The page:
As a new parent, I slowly opened the small children’s book — the first I would read to my baby girl — wanting to make the moment special. The book was entitled Children’s Stories written by one of my favorite pastors, J.C. Ryle. I opened to the first story entitled “The Two Bears.” How wonderful, I thought, a Christian spin of Goldilocks and the three bears.
A Scripture text was mounted at the top, and the chosen verses revealed quickly that this would not be a Christian fairy tale.
He [Elisha] went up from there to Bethel, and while he was going up on the way, some small boys came out of the city and jeered at him, saying, “Go up, you baldhead! Go up, you baldhead!” And he turned around, and when he saw them, he cursed them in the name of the Lord. And two she-bears came out of the woods and tore forty-two of the boys. (2 Kings 2:23–24)
The first line below the text read, “Dear children, have you ever seen a bear?” The story began, “Once on a time, many hundred years ago, there lived a godly man whose name was Elisha. . . .” I was stunned.
This is how you choose to start your children’s book? I considered skipping to the next story, in hopes of finding one more suitable for the occasion. More suitable. She would never remember this moment, but I would. Would I shield my child from the Bible?
Five Parenting Lessons from Two Bears
It is often the unrehearsed moments that show us what we really believe. Is all Scripture breathed out by God and profitable — or only some (2 Timothy 3:16–17)? Did I believe that “whatever was written in former days was written for our instruction, that through endurance and through the encouragement of the Scriptures we might have hope” (Romans 15:4)? Should I begin a legacy of her watching me skip past some of Scripture’s content?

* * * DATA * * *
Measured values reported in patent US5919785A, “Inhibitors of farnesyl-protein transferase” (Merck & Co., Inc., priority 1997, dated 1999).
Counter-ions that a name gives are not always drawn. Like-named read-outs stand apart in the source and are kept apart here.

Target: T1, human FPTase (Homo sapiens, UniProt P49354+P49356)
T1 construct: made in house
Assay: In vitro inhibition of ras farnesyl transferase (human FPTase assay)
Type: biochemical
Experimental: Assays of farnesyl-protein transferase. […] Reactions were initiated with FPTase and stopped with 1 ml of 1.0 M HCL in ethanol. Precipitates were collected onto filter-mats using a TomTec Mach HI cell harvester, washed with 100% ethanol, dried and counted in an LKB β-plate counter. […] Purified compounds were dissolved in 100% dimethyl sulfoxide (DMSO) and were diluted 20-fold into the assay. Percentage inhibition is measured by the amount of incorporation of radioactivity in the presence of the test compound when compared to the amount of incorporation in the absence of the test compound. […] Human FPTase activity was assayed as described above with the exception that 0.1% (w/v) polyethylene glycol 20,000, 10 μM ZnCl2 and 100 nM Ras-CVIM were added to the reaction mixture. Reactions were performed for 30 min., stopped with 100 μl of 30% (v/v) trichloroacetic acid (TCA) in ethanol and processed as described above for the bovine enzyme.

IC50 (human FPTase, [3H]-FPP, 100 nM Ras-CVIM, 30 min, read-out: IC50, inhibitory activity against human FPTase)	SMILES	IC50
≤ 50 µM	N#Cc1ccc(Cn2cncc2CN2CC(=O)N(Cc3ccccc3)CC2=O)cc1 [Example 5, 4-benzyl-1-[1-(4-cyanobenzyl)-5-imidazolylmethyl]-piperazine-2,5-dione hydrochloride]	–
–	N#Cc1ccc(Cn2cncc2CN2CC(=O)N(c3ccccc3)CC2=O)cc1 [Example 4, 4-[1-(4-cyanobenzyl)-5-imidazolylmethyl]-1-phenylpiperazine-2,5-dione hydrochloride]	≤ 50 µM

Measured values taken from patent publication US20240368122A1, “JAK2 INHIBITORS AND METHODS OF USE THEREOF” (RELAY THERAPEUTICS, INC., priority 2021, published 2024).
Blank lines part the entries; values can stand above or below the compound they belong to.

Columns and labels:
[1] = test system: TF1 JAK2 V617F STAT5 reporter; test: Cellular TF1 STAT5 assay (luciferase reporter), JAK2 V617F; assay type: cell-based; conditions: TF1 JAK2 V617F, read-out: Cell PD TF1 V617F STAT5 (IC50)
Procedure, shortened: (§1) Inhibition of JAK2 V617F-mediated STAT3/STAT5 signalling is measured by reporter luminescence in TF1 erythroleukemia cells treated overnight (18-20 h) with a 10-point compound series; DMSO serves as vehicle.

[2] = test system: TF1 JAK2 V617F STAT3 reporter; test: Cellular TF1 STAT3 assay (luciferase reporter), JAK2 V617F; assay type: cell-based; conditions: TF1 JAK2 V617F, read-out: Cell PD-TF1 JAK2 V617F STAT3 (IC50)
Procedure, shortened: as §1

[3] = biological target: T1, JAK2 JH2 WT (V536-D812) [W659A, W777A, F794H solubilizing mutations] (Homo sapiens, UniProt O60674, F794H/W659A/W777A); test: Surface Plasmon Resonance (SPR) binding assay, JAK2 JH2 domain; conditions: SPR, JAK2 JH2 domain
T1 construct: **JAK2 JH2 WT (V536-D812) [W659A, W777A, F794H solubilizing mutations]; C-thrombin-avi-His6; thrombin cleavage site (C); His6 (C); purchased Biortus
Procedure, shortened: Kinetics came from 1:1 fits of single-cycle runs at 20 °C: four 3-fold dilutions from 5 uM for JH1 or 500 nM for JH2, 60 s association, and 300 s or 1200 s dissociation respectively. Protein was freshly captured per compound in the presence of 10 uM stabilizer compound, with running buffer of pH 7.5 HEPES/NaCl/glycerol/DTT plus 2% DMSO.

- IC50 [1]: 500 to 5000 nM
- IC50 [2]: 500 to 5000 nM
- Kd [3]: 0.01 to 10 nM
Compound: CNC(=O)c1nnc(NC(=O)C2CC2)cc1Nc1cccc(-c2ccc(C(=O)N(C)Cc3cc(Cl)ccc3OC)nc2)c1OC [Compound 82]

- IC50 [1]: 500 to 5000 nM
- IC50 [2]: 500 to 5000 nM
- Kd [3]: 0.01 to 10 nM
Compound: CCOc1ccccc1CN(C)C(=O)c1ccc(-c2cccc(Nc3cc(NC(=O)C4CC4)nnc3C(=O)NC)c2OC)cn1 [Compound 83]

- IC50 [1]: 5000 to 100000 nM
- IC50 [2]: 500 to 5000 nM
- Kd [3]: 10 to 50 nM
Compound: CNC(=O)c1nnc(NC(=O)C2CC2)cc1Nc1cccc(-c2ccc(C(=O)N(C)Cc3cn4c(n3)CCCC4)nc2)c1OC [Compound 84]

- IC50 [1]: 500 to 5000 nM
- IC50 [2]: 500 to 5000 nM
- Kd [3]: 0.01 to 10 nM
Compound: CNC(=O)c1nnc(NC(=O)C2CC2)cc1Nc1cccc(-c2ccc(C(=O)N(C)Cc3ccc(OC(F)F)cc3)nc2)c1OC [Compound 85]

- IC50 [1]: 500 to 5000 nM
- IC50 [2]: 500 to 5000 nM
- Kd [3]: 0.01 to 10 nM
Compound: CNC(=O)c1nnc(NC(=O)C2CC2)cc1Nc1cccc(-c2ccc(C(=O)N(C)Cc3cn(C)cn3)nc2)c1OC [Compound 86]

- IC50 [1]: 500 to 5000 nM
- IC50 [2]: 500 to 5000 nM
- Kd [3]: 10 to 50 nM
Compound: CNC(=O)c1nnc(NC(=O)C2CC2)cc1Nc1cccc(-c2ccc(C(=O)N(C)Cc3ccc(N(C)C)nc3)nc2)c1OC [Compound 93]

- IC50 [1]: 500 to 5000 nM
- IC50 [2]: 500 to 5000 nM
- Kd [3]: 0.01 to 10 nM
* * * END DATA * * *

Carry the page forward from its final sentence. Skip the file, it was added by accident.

“It is often the unrehearsed moments that show us what we really believe.”
Hesitantly, I went on to instruct my baby girl about the children and the she-bears. And I am so thankful I did. Through God’s word, and Ryle’s wise exhortations that followed, my Lord taught me from the story of Elisha, the forty-two boys, and the two bears. He imprinted unforgettable lessons upon my mind about parenting, that, with God’s help, will shape how my wife and I raise our daughter.
First, mind the company they keep.
He went up from there to Bethel, and while he was going up on the way, some small boys came out of the city and jeered at him. (2 Kings 2:23)
Was every one of the forty-two who died mocking the prophet? Did each, to a boy, lift up his adolescent voice against the man of God? Not likely. But they were found with the wicked children who were, and the bears did not discriminate. Ryle depicts the devastation,
Forty-two little boys and girls that night never came home to Bethel alive! Forty-two little suppers were not eaten! Forty-two little beds were not slept in! Forty-two little funerals took place next day! Some of the other children, I hope, got home safe, and were not hurt. But I am sure they would never forget what they had seen. They would remember the two bears as long as they lived.
We can be tempted to let our children alone with other foolish children because “kids will be kids.” But was not the proverb most painfully brought home to each parent that night when their child was not? “Whoever walks with the wise becomes wise, but the companion of fools will suffer harm” (Proverbs 13:20).
I aim to watch over her companions and to teach my daughter, as Ryle instructs, “Love those most who love God most, and choose for friends those who are God’s friends.”
Second, remind them of sin’s reward.
Two she-bears came out of the woods and tore forty-two of the boys. (2 Kings 2:24)
I initially chafed at reading this passage of Scripture to my baby girl, wondering, Will it someday turn her away from the love of God? Beyond this, some of us struggle with it ourselves. We can feel that God and his prophet seriously overreacted. Why couldn’t Elisha take a joke? All of us have said things we weren’t proud of as children, right?